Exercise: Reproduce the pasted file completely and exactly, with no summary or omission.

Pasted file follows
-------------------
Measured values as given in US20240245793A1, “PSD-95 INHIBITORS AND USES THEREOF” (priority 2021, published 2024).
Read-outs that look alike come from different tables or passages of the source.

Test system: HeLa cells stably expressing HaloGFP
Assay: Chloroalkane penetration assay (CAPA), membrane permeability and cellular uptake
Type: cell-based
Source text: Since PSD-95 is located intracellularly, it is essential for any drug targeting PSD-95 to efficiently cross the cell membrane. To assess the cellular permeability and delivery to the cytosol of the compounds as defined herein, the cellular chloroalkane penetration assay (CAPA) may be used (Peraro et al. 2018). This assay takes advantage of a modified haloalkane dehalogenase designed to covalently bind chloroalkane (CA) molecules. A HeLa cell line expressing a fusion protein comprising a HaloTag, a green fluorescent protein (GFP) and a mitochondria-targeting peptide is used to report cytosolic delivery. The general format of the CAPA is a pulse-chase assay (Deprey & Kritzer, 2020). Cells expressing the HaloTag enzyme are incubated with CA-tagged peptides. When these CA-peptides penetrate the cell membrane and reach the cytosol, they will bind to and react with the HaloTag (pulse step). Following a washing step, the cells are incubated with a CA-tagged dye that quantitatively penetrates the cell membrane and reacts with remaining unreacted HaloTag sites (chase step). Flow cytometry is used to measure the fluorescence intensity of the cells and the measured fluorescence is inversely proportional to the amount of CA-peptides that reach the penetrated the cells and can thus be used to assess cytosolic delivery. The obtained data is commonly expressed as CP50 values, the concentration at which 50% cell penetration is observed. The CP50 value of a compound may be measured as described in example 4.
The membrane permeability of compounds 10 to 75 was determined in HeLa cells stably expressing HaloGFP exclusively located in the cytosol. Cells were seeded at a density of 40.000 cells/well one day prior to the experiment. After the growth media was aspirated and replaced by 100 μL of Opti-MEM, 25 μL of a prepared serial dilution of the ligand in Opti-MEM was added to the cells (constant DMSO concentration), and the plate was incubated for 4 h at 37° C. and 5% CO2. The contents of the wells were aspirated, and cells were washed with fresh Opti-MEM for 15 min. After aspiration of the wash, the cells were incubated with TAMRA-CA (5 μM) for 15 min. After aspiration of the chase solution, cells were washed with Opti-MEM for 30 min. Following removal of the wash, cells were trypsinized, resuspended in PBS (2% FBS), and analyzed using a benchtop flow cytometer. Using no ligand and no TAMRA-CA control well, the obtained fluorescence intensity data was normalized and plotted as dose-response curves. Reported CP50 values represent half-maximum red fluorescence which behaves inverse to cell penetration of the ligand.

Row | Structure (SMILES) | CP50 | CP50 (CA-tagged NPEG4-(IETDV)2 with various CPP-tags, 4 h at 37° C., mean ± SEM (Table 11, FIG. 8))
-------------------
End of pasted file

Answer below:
Measured values as given in US20240245793A1, “PSD-95 INHIBITORS AND USES THEREOF” (priority 2021, published 2024).
Read-outs that look alike come from different tables or passages of the source.

Test system: HeLa cells stably expressing HaloGFP
Assay: Chloroalkane penetration assay (CAPA), membrane permeability and cellular uptake
Type: cell-based
Source text: Since PSD-95 is located intracellularly, it is essential for any drug targeting PSD-95 to efficiently cross the cell membrane. To assess the cellular permeability and delivery to the cytosol of the compounds as defined herein, the cellular chloroalkane penetration assay (CAPA) may be used (Peraro et al. 2018). This assay takes advantage of a modified haloalkane dehalogenase designed to covalently bind chloroalkane (CA) molecules. A HeLa cell line expressing a fusion protein comprising a HaloTag, a green fluorescent protein (GFP) and a mitochondria-targeting peptide is used to report cytosolic delivery. The general format of the CAPA is a pulse-chase assay (Deprey & Kritzer, 2020). Cells expressing the HaloTag enzyme are incubated with CA-tagged peptides. When these CA-peptides penetrate the cell membrane and reach the cytosol, they will bind to and react with the HaloTag (pulse step). Following a washing step, the cells are incubated with a CA-tagged dye that quantitatively penetrates the cell membrane and reacts with remaining unreacted HaloTag sites (chase step). Flow cytometry is used to measure the fluorescence intensity of the cells and the measured fluorescence is inversely proportional to the amount of CA-peptides that reach the penetrated the cells and can thus be used to assess cytosolic delivery. The obtained data is commonly expressed as CP50 values, the concentration at which 50% cell penetration is observed. The CP50 value of a compound may be measured as described in example 4.
The membrane permeability of compounds 10 to 75 was determined in HeLa cells stably expressing HaloGFP exclusively located in the cytosol. Cells were seeded at a density of 40.000 cells/well one day prior to the experiment. After the growth media was aspirated and replaced by 100 μL of Opti-MEM, 25 μL of a prepared serial dilution of the ligand in Opti-MEM was added to the cells (constant DMSO concentration), and the plate was incubated for 4 h at 37° C. and 5% CO2. The contents of the wells were aspirated, and cells were washed with fresh Opti-MEM for 15 min. After aspiration of the wash, the cells were incubated with TAMRA-CA (5 μM) for 15 min. After aspiration of the chase solution, cells were washed with Opti-MEM for 30 min. Following removal of the wash, cells were trypsinized, resuspended in PBS (2% FBS), and analyzed using a benchtop flow cytometer. Using no ligand and no TAMRA-CA control well, the obtained fluorescence intensity data was normalized and plotted as dose-response curves. Reported CP50 values represent half-maximum red fluorescence which behaves inverse to cell penetration of the ligand.

Row | Structure (SMILES) | CP50 | CP50 (CA-tagged NPEG4-(IETDV)2 with various CPP-tags, 4 h at 37° C., mean ± SEM (Table 11, FIG. 8))